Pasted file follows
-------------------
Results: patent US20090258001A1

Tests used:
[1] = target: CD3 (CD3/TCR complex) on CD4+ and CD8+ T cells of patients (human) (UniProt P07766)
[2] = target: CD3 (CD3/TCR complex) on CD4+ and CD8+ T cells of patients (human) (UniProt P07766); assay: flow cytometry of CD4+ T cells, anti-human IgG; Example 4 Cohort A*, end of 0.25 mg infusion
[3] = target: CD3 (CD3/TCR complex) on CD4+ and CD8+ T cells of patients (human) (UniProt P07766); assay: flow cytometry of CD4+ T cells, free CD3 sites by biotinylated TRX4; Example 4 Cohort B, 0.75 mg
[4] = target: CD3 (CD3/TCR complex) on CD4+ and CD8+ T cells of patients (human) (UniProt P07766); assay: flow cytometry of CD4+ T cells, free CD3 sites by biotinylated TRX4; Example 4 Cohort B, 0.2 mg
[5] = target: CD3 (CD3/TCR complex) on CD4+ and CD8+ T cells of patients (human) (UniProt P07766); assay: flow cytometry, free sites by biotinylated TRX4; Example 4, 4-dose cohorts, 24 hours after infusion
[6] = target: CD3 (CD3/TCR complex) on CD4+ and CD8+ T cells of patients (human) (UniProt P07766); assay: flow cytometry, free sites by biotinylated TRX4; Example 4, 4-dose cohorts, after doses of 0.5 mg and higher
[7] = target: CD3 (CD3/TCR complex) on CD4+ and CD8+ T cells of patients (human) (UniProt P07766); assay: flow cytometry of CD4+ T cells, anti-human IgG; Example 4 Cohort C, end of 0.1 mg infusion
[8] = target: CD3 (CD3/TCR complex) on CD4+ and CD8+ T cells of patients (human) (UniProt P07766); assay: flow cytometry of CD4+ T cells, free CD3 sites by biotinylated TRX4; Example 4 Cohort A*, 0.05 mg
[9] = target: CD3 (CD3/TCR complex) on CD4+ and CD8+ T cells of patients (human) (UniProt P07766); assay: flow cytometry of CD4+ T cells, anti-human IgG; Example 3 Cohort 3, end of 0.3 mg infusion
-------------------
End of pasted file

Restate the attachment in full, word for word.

Results: patent US20090258001A1

Tests used:
[1] = target: CD3 (CD3/TCR complex) on CD4+ and CD8+ T cells of patients (human) (UniProt P07766)
[2] = target: CD3 (CD3/TCR complex) on CD4+ and CD8+ T cells of patients (human) (UniProt P07766); assay: flow cytometry of CD4+ T cells, anti-human IgG; Example 4 Cohort A*, end of 0.25 mg infusion
[3] = target: CD3 (CD3/TCR complex) on CD4+ and CD8+ T cells of patients (human) (UniProt P07766); assay: flow cytometry of CD4+ T cells, free CD3 sites by biotinylated TRX4; Example 4 Cohort B, 0.75 mg
[4] = target: CD3 (CD3/TCR complex) on CD4+ and CD8+ T cells of patients (human) (UniProt P07766); assay: flow cytometry of CD4+ T cells, free CD3 sites by biotinylated TRX4; Example 4 Cohort B, 0.2 mg
[5] = target: CD3 (CD3/TCR complex) on CD4+ and CD8+ T cells of patients (human) (UniProt P07766); assay: flow cytometry, free sites by biotinylated TRX4; Example 4, 4-dose cohorts, 24 hours after infusion
[6] = target: CD3 (CD3/TCR complex) on CD4+ and CD8+ T cells of patients (human) (UniProt P07766); assay: flow cytometry, free sites by biotinylated TRX4; Example 4, 4-dose cohorts, after doses of 0.5 mg and higher
[7] = target: CD3 (CD3/TCR complex) on CD4+ and CD8+ T cells of patients (human) (UniProt P07766); assay: flow cytometry of CD4+ T cells, anti-human IgG; Example 4 Cohort C, end of 0.1 mg infusion
[8] = target: CD3 (CD3/TCR complex) on CD4+ and CD8+ T cells of patients (human) (UniProt P07766); assay: flow cytometry of CD4+ T cells, free CD3 sites by biotinylated TRX4; Example 4 Cohort A*, 0.05 mg
[9] = target: CD3 (CD3/TCR complex) on CD4+ and CD8+ T cells of patients (human) (UniProt P07766); assay: flow cytometry of CD4+ T cells, anti-human IgG; Example 3 Cohort 3, end of 0.3 mg infusion